Facebook’s Year…. Again
Curatti Social Media Recap #1
We’ve finally arrived at the final day of 2014, rapidly approaching the New Year celebrations. 2014 has been yet another banner year for social media, digital marketing, and the era of curation as the companies surrounding the trend make waves. In a 10 article series, we have been counting down the events of the year and looking at how each of these events presents a key and critical takeaway for what matters in marketing, and more. Today we look at the top event of the year, which seems to be everything Facebook is doing — again.
I remember the first time I logged into Facebook. For me, it was my senior year of high school when I was finally given an invite since they had finally expanded to the high school crowd. I poked around, uploaded a profile picture, and said hello to some friends that were also on the network.
The day? October 14, 2005. Facebook had barely been around for a year and a half.
Every year I do a social media recap, Facebook seems to be at the top of the list, and understandably so. The company, founded by Harvard dropout and entrepreneur Mark Zuckerberg, is always up to big things and has dramatically changed the way we as humans interact. People do everything on the social network, from finding love to managing their business(es) to seeking employment and getting into pointless political debates. It’s redefined the way we look at our relationships, examine the science of friendship, and reconnect with people from the past, whether we want to or not.
In 2014, Facebook made another huge splash into the social media world. In an earlier post in this series, we examined Facebook as a media company with their acquisition of Whatsapp and Oculus and how it made the company look more like Google post-search. In this post, we’ll take a look at how exactly Facebook mattered, outside of those two events, and why what Facebook did again this year mattered, and why it will matter for the future:
- Facebook’s Privacy Game: In July while most people were enjoying their summer, Facebook decided to roll out a feature that meant end users would have to download the Messenger app separately in order to talk to their friends. Users were furious. While Facebook has never been very good at privacy in the first place, the action sparked a debate over texting and Facebook messaging on Robert Scoble’s wall. In the end Facebook was victorious, and the debate over their privacy continues. Our guess is that this won’t ever end.
- Facebook for Business Becomes a Paid Endeavor: Many of us remember a day when creating a Facebook page was all that anyone ever really needed to do in order to get visibility for a business. Those days are gone as organic reach plummeted to their lowest levels this year. More and more, business owners are having to become reliant on advertising as a vehicle for getting the views they need in order to succeed online. The business owner’s latest beef? Facebook will now start penalizing pages who are overly promotional in the content they post.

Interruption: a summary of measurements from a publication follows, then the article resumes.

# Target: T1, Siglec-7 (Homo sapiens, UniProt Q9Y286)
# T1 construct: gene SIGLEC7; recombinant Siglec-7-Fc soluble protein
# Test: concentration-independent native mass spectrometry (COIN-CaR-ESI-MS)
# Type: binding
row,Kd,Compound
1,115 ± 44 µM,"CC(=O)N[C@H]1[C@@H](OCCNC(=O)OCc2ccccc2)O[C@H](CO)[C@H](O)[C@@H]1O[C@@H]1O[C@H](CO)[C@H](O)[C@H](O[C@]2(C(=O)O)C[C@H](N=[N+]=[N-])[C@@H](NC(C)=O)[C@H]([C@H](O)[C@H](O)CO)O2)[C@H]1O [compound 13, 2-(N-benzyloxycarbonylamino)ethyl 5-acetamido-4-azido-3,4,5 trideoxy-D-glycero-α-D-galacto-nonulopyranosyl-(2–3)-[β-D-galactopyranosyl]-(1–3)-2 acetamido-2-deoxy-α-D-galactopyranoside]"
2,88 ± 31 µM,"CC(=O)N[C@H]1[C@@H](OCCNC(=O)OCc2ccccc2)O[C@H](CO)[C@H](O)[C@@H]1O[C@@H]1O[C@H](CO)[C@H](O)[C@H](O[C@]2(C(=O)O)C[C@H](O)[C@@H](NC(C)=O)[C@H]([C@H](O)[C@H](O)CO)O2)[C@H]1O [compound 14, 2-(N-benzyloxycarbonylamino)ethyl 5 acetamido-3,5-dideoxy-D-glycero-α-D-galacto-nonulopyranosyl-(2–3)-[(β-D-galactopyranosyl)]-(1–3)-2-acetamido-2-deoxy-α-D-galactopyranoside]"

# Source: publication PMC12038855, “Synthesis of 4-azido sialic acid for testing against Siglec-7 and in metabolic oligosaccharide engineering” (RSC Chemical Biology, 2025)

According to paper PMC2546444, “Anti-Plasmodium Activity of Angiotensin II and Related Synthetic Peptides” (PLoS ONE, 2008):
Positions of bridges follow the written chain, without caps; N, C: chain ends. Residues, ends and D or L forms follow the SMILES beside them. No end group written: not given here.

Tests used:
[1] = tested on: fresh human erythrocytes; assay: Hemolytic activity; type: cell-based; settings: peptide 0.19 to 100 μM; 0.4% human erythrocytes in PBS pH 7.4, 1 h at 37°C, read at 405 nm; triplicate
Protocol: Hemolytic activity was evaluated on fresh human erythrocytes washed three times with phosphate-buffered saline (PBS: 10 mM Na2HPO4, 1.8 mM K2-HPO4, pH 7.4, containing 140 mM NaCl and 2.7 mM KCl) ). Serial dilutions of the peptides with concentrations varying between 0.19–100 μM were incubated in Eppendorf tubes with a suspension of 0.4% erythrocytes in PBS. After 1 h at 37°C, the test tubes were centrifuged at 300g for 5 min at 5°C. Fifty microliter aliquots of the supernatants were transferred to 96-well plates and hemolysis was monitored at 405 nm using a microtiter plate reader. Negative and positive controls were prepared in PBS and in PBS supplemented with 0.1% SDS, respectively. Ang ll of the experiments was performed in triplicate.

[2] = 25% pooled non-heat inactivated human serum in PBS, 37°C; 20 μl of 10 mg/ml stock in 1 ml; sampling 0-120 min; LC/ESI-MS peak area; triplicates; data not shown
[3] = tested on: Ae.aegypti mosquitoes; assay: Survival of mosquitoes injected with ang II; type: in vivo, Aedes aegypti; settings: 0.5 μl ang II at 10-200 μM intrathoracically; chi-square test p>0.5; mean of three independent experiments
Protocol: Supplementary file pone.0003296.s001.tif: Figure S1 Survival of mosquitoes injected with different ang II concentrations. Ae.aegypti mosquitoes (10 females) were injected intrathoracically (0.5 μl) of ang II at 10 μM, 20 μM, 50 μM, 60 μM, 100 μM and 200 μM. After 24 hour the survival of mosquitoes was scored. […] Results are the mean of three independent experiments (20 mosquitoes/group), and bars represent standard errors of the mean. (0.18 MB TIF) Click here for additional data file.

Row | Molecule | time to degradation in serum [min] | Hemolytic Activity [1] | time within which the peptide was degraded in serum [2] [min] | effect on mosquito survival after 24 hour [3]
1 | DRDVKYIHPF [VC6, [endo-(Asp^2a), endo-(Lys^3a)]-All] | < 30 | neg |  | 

- The Conquering of Mobile: A few years ago everyone was questioning Facebook and their strategy to make money. Amazingly back then, they had no strategy to begin with and were coming off of a botched IPO that left many wondering if the company would be around in several years. The fear however, was unwarranted because Facebook has figured it out, and boy are they great. In the third quarter of 2014, the social networking company reported $3.2 billion in total ad revenue with mobile being 66% of that total haul. Not bad, huh?
- Abandoning Bing: Finally, Facebook dropped Bing, the Microsoft search engine in favor for its own internally created product. Microsoft was one of their earliest partners and while this may not be surprising to a lot of people, also signals that the company is growing up and wanting to do things on its own.
In between all of this, Facebook found itself part of the greater national conversation. From the Ebola scare to voting in the US election, Facebook sought ways to involve itself in the greater conversation as well. With new apps for Groups as well, people now have more things to do on Facebook, even with advertising and the experience being costly.
The Curatti Takeaway
There’s no doubt that Facebook will probably make this list next year and the year after. The company is on its way to greater profits and cornering the market — even though it hasn’t even expanded into China yet (Did you see Mark Zuckerberg speaking Chinese?) and probably will at some point. As a business owner, the increased features and greater difficulty should point to a more integrated marketing strategy which is what we will discuss in future posts.
In the meantime we’d also like to know, how has Facebook affected you this year?
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